“Once you get to January, February, March, you don’t feel like you’re as pressed to play well. Obviously if you don’t play well in these, then you’re still in that situation, but you feel hopefully you can play well enough here to move high enough in the FedEx Cup.”
Thomas took a week off after the Ryder Cup – where he was the top American points scorer at Le Golf National – and hopes his hard work in the gym will help him fight off fatigue after the long journey to Malaysia.
“I feel fresher and I would like to hope that that’s from the work that I’ve put in off the course,” he added.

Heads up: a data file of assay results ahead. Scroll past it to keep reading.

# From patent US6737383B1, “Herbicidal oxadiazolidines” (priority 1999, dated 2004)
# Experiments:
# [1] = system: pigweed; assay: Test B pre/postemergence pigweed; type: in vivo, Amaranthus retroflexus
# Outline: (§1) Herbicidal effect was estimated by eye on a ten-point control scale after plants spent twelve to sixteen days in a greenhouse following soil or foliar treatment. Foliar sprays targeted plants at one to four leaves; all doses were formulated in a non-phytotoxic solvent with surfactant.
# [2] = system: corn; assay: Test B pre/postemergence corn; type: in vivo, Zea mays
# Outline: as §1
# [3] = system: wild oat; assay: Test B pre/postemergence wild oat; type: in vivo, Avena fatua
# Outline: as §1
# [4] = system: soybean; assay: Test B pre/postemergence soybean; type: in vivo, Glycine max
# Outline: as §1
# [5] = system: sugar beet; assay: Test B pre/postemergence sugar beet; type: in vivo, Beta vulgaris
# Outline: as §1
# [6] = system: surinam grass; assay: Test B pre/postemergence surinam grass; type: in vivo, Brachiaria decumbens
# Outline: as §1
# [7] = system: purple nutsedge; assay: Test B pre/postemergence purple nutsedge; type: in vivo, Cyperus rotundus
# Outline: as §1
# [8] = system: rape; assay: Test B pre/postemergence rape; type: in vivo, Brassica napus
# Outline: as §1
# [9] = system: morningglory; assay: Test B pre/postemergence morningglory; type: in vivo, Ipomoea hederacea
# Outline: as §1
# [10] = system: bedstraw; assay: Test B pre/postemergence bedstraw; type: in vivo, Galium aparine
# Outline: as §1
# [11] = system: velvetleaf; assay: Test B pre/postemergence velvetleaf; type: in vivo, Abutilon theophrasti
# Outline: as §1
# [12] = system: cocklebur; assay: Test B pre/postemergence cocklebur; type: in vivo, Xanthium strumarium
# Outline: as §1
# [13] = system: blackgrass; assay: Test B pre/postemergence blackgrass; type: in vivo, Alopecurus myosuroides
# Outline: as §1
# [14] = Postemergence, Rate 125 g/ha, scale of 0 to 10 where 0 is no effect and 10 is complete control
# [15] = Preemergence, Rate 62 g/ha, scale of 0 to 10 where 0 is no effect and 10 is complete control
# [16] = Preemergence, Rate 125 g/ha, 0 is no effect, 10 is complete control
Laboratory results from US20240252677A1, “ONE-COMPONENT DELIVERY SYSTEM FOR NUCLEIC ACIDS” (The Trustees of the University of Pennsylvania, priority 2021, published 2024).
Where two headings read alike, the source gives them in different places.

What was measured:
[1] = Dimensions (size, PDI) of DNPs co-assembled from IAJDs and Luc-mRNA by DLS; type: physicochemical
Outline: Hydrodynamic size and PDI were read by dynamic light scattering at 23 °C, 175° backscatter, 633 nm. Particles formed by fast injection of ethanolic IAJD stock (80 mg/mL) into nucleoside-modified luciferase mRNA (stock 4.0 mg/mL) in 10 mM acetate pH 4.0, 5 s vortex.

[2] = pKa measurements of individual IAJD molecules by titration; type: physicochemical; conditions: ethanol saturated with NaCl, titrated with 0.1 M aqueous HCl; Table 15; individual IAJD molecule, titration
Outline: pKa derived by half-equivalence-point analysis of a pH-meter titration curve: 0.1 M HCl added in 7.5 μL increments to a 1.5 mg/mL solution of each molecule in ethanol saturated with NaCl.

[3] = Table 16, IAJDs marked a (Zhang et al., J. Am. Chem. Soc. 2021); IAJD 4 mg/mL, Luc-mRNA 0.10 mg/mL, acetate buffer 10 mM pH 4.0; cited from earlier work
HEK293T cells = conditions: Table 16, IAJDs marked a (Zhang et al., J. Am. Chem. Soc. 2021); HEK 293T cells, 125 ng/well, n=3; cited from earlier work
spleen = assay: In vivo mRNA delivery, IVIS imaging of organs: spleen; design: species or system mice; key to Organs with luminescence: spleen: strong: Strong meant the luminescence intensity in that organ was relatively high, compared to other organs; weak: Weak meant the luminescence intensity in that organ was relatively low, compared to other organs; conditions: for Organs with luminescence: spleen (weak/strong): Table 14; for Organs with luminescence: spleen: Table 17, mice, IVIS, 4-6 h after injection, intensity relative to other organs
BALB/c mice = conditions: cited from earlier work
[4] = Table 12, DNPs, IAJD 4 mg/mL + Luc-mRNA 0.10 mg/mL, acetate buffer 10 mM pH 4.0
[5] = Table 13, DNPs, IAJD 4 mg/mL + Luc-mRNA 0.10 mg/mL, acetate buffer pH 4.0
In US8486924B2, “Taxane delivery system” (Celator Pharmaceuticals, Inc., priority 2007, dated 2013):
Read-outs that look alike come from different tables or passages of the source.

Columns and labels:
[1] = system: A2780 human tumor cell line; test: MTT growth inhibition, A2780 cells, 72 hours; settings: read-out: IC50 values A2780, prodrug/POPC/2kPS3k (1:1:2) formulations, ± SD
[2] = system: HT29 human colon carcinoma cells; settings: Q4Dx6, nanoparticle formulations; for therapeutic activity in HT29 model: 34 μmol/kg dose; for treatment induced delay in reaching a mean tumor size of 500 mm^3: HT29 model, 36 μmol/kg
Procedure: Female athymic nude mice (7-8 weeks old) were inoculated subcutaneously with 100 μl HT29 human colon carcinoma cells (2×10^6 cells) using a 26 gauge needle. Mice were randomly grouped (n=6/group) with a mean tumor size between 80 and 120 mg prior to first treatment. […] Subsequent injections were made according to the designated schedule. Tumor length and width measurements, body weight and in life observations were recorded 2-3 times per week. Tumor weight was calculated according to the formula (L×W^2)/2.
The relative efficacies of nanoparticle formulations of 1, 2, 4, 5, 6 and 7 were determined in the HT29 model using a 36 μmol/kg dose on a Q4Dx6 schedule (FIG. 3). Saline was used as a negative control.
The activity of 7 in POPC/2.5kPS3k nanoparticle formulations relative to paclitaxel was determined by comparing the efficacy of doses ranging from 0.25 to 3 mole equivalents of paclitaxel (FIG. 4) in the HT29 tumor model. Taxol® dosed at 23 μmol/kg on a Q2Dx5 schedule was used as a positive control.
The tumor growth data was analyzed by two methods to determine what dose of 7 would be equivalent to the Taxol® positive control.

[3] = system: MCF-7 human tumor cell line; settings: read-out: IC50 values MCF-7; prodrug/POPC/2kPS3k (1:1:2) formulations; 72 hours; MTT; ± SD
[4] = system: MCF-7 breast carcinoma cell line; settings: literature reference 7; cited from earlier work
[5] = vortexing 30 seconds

“I’m still tired, don’t get me wrong, but I felt last year when I got here I was pretty out of it. I’m excited for these two weeks. I think I have an opportunity to play well and hopefully knock off a win or two, but at least give myself chances.”
Tommy Fleetwood insists he will be happy if Ryder Cup partner Francesco Molinari succeeds him as European number one.
Fleetwood is second in the Race to Dubai behind Open champion Molinari, with whom he created history by becoming the first European pair to win all four of their matches together in a Ryder Cup at Le Golf National.
The duo will be reunited in the first two rounds of this week’s British Masters at Walton Heath, with team-mate Thorbjorn Olesen completing the marquee group, as Fleetwood seeks to close the gap of 1.4million points to the other half of the ‘Moliwood’ pair.